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ERIC Number: ED273257
Record Type: RIE
Publication Date: 1986-Jan-18
Pages: 12
Abstractor: N/A
Reference Count: 0
Role of Colleges in the Coming Demise of the Personal Computer Industry.
Morrison, James W.
The concept of the personal computer (PC) as a stand-alone, single-user computer has had its day. The 8-bit processors cannot support the newer applications, and, although there have been some advances in 16-bit microprocessors, the "second generation" software is immature and does not work well. The immediate problem for colleges and universities is how to replace and/or upgrade their obsolete computing equipment. The trend is toward 32-bit PCs and connecting, sharing databases, and linking departments. The "age of the peripherals" is beginning, and add-ons will include 640K RAM, enhanced graphic boards, laser printers, local area networks, high-resolution graphics monitors, fixed disks, hard disk boards, and CD-ROM players. Future enhancements to existing PC DOS operating systems will incorporate multi-tasking, which will allow users to run a variety of applications simultaneously. The evolution from 16-bit to 32-bit technology will enable users to protect their investment in hardware and software, and software will take full advantage of increased memory, storage, and multi-tasking capabilities. The PC of the future will have to be a strategic education tool for learning. It must be able to program major languages; be capable of accessing library databases; be a remote, online tutorial unit; be able to download instructional databases to fixed disk storage or a CD-ROM device; be a terminal for electronic mail, class assignments, and campus news; be an efficient word processor with a full keyboard; and have graphics-based software and sound/voice capabilities. Advanced versions of the laptop computer will be especially important for student use. (DJR)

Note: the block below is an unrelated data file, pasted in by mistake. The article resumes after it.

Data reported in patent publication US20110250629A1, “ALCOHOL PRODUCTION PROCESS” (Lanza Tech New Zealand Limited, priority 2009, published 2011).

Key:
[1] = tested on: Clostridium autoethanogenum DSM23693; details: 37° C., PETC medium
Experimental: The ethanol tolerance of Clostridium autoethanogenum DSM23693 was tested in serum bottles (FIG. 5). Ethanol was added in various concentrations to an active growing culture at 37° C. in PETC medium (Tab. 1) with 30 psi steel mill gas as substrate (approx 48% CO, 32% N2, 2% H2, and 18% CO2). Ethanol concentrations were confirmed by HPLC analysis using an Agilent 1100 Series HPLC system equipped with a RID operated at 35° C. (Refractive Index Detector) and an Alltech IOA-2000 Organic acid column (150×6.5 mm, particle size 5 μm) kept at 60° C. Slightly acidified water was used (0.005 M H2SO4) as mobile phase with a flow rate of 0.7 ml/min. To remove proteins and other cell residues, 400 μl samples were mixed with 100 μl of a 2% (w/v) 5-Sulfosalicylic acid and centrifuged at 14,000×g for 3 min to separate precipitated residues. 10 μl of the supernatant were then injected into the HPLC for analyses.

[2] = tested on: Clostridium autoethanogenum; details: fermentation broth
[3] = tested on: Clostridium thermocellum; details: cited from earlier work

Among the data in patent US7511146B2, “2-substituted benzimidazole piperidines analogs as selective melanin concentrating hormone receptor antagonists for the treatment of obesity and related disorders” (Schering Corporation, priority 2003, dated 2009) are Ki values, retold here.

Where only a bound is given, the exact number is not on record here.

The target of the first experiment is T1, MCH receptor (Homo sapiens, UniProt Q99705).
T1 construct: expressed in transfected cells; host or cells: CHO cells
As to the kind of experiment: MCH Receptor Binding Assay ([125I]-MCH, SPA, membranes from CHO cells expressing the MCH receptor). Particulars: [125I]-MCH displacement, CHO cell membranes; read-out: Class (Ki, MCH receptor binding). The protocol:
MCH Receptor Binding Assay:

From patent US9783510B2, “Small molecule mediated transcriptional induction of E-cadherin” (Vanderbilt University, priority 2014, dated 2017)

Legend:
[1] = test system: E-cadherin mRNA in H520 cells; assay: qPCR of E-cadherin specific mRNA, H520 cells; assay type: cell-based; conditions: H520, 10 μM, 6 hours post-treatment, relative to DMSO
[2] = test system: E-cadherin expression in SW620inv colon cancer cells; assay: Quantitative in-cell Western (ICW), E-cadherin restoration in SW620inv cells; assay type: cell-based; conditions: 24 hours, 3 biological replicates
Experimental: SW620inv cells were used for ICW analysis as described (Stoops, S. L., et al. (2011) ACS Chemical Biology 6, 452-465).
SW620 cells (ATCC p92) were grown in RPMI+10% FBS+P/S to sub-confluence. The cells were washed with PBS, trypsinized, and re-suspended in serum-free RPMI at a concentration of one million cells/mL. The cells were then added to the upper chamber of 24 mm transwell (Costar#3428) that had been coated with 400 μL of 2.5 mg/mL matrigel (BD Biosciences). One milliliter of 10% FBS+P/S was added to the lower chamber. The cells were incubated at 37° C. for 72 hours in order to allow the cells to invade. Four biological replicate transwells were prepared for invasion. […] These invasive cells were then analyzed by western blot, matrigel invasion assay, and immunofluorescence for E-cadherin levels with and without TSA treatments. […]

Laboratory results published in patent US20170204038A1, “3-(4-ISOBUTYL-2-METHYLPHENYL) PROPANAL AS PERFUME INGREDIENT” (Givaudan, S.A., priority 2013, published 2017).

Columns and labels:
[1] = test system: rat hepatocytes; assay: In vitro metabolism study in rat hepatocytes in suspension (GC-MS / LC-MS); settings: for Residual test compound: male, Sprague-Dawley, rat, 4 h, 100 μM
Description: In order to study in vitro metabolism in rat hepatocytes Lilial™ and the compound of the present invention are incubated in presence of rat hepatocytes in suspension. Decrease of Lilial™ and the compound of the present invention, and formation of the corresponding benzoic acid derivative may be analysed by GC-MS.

Publication Type: Opinion Papers; Speeches/Meeting Papers
Education Level: N/A
Audience: N/A
Language: English
Sponsor: N/A
Authoring Institution: N/A
Note: Paper presented at a Conference of NERCOMP (New England Regional Computer Programs) (Hanover, NH, January 18, 1986).